Dedicating time for experimentation can be difficult to block off amid broader tech goals. But leaders say the investment can turn into long-term efficiency gains.
“There’s just a high level of energy and it makes people even more productive later on,” Shadi Rostami, SVP of engineering at Amplitude, said.
As enterprises continue to struggle with talent needs, hackathons can also signal to potential new hires that a company has a culture of fostering innovation. There is value in uninterrupted work, especially when there is a new technology taking over.
“Be comfortable with the time that you’re spending in the hackathon, so don’t think, ‘I lost one week or two weeks in the year,’” Rostami said. “At the beginning, I wasn’t comfortable with that investment, but then I realized how so, so valuable it was.”
Enterprises can turn to hackathons as a way to crowdsource valuable use cases for generative AI and evaluate tools on the market. The strategy was even leveraged by the White House earlier this year when thousands of people red-teamed popular AI models to see how they stacked up to the White House’s Blueprint for an AI Bill of Rights.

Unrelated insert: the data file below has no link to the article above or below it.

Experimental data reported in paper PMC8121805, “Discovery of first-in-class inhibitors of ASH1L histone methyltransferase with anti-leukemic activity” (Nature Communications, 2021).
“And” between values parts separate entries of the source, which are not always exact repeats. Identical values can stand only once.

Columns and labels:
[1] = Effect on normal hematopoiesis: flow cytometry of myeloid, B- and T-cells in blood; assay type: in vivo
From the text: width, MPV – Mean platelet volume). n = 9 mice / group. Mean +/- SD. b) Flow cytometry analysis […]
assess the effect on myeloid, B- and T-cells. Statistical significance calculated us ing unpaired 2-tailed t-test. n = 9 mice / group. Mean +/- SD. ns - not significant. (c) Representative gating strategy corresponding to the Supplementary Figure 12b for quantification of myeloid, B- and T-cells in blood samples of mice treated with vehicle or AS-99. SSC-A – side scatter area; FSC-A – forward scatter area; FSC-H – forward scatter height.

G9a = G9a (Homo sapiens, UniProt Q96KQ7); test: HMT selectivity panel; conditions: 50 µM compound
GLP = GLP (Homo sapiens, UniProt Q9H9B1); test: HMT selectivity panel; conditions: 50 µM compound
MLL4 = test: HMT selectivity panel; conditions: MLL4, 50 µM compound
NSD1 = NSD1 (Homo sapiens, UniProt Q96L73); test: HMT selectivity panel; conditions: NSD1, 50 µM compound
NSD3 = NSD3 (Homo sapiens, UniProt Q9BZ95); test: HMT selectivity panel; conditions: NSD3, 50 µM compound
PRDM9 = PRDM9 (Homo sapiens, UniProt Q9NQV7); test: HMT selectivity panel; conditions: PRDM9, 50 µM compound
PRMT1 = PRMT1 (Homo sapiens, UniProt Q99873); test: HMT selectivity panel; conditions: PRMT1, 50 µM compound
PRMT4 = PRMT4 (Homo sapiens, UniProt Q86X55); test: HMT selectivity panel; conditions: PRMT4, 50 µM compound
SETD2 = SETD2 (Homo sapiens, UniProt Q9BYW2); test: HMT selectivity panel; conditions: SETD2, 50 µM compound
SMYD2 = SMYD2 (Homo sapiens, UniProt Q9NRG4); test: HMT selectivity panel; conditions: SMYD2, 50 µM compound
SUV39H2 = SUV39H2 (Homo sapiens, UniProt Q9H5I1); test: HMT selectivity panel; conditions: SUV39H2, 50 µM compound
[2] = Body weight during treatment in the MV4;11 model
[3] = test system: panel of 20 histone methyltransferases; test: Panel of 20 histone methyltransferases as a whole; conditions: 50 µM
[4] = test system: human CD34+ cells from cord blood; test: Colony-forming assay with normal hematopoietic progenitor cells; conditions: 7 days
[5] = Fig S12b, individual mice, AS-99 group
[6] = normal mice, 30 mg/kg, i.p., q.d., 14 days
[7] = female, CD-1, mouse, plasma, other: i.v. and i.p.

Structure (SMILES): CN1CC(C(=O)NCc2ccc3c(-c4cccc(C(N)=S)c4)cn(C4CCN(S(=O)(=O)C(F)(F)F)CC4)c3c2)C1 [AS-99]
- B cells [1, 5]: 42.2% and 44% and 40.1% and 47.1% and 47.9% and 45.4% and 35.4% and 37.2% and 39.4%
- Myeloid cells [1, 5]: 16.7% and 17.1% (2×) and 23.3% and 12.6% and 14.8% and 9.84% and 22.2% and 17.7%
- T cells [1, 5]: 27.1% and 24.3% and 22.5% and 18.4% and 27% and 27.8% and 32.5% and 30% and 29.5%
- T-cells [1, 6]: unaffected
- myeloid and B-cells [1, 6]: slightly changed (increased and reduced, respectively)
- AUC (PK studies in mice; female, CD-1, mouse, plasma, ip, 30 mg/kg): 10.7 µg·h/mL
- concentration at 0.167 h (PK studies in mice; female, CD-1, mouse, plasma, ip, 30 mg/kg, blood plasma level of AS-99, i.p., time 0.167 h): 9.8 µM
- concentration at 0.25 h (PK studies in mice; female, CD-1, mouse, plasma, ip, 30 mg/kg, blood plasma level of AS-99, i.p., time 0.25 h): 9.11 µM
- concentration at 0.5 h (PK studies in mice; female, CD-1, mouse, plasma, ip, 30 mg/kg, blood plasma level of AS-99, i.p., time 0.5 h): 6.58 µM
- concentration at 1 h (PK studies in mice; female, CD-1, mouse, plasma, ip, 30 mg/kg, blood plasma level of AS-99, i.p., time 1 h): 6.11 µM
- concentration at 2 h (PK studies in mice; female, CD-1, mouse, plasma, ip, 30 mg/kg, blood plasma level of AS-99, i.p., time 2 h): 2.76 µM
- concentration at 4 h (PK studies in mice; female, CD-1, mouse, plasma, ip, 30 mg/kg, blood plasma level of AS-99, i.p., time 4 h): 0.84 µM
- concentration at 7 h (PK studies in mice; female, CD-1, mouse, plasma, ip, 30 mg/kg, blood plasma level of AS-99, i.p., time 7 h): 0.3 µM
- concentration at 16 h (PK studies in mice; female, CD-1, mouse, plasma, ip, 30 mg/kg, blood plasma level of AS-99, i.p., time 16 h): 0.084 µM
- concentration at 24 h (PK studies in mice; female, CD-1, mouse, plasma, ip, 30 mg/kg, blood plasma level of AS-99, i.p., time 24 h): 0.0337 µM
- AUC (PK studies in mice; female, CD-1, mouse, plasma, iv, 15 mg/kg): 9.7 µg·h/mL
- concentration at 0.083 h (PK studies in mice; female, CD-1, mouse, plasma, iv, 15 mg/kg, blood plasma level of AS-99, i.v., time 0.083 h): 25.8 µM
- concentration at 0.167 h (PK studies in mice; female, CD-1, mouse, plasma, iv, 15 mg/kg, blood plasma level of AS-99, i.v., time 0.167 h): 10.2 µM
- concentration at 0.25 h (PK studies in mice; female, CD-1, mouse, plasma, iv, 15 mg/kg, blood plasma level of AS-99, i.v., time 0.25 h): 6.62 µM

At cosmetics giant Estée Lauder Companies, CIO Michael Smith said hackathons and "ideathons" allow the company to create opportunities and identify areas that the business should explore further.
“However, hackathons can be a bit restrictive as they require code and a fully functional demo or product,” Smith said in an email. At this year’s event, the company included a specific track meant to open the competition up to those without a technical background.